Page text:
Differences of interface and bulk transport properties in polymer field-effect devices

S. Grecu, A. Roggenbuck, A. Opitz, W. Brütting

erschienen 2006 Org. Electron. 7, 276–286 (2006)
[DOI link]
DOI: 10.1016/j.orgel.2006.03.005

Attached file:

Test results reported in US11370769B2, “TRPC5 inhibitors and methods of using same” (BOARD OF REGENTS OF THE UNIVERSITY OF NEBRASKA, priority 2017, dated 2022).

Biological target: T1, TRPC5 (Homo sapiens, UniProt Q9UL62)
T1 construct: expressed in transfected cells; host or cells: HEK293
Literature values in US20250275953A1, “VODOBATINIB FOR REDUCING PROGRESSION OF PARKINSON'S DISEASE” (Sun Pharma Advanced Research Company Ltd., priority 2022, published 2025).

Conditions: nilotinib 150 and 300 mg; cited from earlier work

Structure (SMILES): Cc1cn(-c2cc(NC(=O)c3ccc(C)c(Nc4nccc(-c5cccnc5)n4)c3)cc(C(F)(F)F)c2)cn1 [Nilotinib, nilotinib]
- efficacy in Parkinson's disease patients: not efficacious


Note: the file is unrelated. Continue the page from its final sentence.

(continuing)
The influence of substrate treatment with self-assembled monolayers and thermal annealing was analysed by electrical and structural measurements on field-effect transistors (FETs) and metal insulator-semiconductor (MIS) diodes using poly(3-hexylthiophene) (P3HT) as a semiconducting polymer and Si/SiO2 wafers as a substrate. It is found that surface treatment using silanising agents like hexamethyldisilazane (HMDS) and octadecyltrichlorosilane (OTS) can increase the field-effect mobility by up to a factor of 50, reaching values in saturation of more than 4 x 10(-2) cm(2)/V s at room temperature. While there is a clear correlation between the obtained field-effect mobility and the contact angle of water on the treated substrates, X-ray diffraction and capacitance measurements on MIS diodes show that structural and electrical properties in the bulk of the P3HT films are not influenced by the surface treatment. On the other hand, thermal annealing is found to cause an increase of grain size, bulk relaxation frequency and thereby of the mobility perpendicular to the SiO2/P3HT interface, but has very little influence on the field-effect mobility. Temperature dependent investigations on MIS diodes and FETs show that the transport perpendicular to the substrate plane is thermally activated and can be described by hopping in a Gaussian density of states, whereas the field-effect mobility in the substrate plane is almost temperature independent over a wide range. Thus, our investigations reveal significant differences between interface and bulk transport properties in polymer field-effect devices. (C) 2006 Elsevier B.V. All rights reserved. Fulltext for personal use only.